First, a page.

Marshall Islands. Where to go? What to see? What to do? Peter Rudiak-Gould, the author of ‘Surviving Paradise: One Year on a Disappearing Island’, gives his recommendations.
Visit Ejit Island, Majuro Atoll
This is a small island just by Majuro, the country’s capital city. It is a unique place, being the home of many of those displaced from Bikini Atoll by nuclear testing in the 40s. As everywhere in the country, people are friendly, but it is best to dress modestly, not take photos of people without their permission, and always say ‘yokwe!’ (hello) rather than looking like you’re sneaking around. Getting there is fun. Consult a tide table to make sure that you’re walking at low tide. Then walk or take a taxi to the end of Rita neighborhood (the far end of the island that the capital city is on). You can walk on the reef at low tide without getting your feet wet! Walk towards the next (very small) uninhabited island, then the next one, and then you’ll get to Ejit. Make sure that you walk back to Majuro before the tide comes up. When the tide is medium or high, it will be very dangerous to try to wade or swim back to Majuro. In a pinch you could ask nicely to catch the next small boat back to Majuro, but they depart irregularly and are not commercial boats.
Visit Arno village, Arno Atoll
This is a beautiful community that gives you a flavor of outer island living without requiring a lot of planning and logistics. You can take a boat from right by the RRE Hotel in Majuro. You’ll go through Majuro lagoon and out of the artificial channel on the south into the wide open ocean. Get a sense of what ancient (and modern!) Marshallese seafarers braved when they set sail. About an hour later you’ll arrive on Arno. There is a guest house that you can stay in. Explore the lagoon beach. The water is unusually choppy for a lagoon (Arno means ‘lagoon wave’), but it’s still very pleasant for a swim. The atoll is so large that you’ll see the curve of the lagoon beach disappearing in the distance; very beautiful. The island is quite thick here (about 1 mile) so you can explore quite a large swath of jungle. (Don’t worry about getting lost. Just head in any direction until you hear the sound of waves!)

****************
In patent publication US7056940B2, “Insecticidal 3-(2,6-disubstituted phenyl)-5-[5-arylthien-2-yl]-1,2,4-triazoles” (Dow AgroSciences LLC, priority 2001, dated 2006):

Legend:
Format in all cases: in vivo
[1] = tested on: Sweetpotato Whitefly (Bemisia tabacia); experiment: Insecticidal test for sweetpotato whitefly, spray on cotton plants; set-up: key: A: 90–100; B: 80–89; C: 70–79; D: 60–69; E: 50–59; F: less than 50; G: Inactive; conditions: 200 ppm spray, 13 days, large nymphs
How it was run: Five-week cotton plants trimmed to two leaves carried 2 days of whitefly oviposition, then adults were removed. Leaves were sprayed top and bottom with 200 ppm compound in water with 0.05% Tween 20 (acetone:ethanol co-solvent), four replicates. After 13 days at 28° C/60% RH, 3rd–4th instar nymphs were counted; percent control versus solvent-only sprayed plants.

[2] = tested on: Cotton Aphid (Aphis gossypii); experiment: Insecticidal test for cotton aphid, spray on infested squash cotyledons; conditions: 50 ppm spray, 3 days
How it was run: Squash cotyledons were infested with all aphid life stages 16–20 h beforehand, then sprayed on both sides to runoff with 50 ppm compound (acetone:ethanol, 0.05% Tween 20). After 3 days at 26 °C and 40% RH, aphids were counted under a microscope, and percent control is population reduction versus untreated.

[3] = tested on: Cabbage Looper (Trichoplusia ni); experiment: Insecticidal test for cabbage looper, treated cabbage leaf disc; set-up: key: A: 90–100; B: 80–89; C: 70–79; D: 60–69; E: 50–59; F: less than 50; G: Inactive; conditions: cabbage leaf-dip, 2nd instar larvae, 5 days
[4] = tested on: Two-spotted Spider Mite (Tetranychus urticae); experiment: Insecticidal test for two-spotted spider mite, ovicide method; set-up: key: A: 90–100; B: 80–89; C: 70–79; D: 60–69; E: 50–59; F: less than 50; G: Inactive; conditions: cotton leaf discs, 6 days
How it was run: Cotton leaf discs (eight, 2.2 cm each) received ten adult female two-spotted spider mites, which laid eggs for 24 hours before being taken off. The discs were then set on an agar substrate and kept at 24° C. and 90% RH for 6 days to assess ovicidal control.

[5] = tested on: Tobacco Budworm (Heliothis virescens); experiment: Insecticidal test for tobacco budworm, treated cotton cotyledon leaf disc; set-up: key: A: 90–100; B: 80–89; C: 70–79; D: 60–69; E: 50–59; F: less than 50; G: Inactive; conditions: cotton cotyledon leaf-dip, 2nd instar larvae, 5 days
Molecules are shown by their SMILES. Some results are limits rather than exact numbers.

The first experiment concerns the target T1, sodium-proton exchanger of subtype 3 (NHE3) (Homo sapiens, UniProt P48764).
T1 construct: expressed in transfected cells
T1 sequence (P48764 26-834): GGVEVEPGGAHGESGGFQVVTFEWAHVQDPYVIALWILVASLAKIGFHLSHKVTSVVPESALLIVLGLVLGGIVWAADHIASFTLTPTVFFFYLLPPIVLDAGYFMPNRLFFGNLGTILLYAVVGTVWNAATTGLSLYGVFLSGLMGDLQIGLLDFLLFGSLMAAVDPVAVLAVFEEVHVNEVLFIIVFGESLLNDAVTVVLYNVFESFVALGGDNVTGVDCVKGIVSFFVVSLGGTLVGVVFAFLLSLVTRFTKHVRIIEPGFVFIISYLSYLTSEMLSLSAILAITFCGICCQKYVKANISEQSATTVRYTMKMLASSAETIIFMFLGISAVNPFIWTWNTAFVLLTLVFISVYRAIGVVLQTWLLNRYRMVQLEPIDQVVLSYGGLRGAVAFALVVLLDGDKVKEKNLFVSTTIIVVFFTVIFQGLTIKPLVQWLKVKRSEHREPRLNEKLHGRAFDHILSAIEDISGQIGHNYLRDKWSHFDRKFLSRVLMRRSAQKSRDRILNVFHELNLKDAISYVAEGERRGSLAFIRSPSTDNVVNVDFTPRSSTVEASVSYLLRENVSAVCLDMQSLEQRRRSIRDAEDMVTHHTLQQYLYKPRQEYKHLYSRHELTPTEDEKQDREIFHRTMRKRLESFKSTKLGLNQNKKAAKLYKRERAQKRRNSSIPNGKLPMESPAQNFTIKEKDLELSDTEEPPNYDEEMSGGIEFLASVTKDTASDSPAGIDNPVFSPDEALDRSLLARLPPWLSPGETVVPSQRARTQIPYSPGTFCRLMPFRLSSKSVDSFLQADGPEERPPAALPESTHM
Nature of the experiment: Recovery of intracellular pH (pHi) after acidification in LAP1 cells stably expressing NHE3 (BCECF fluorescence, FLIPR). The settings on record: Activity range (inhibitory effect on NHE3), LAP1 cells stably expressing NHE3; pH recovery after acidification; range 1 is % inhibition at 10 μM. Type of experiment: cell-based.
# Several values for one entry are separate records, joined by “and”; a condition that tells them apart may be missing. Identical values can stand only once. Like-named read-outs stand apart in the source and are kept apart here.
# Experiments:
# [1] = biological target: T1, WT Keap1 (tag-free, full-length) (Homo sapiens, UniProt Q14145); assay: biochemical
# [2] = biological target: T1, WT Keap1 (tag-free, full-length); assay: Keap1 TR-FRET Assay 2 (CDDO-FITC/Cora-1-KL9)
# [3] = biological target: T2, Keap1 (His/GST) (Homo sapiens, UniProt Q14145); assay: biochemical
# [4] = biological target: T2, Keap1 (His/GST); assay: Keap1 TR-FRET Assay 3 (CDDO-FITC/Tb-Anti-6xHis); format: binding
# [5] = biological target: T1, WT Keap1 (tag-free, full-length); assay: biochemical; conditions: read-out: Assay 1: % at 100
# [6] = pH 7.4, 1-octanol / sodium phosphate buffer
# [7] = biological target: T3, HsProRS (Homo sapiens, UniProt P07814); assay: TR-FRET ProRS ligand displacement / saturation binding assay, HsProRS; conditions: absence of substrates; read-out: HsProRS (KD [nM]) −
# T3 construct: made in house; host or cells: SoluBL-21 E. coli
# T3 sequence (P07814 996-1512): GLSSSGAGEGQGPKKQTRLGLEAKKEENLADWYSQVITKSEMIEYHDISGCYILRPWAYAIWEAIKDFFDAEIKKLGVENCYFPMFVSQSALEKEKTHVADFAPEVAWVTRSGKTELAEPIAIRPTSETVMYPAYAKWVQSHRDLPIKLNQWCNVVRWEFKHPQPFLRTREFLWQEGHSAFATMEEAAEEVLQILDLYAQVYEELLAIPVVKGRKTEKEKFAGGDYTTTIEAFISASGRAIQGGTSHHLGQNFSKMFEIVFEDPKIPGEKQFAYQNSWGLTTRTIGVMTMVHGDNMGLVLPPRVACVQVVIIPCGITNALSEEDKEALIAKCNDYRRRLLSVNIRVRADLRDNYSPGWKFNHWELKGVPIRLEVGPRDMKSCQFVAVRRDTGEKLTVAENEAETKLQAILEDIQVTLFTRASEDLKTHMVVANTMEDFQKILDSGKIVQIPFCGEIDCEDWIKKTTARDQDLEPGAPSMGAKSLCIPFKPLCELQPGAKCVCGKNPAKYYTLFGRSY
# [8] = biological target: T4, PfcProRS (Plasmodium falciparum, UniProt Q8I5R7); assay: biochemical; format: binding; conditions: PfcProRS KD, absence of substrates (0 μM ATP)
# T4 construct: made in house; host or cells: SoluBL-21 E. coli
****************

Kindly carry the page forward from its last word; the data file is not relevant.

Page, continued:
Visit Leb Island
Difficult to get to, but well worth the visit. Leb is a single island rather than an atoll, and is much higher in elevation (though still very low!) compared to other islands in the country. Only about 100 people live here. An unusual feature of the island is the large (semi-)freshwater lake in the middle, which used to be a saltwater lagoon until the channels were naturally filled in over time, walling it in and turning it into a lake. There are beautiful mangrove trees fringing the lake on one of its sides. People are very friendly and they don’t get a lot of visitors. It’s only accessible by a chartered boat from Kwajalein or on the ‘field trip’ ships that goes around the country buying and selling copra (coconut meat) and transporting people. That is a huge adventure in itself! If you do go to Leb, ask for someone in Majuro or Kwajalein who has a connection there, and ask their permission and ask if you ought to radio the island first. There’s no guesthouse, restaurant, stores, or anything of the sort on Leb, so bring plenty of gifts (practical things like rice, flour, coffee, sugar, etc.) and ask to stay with a family.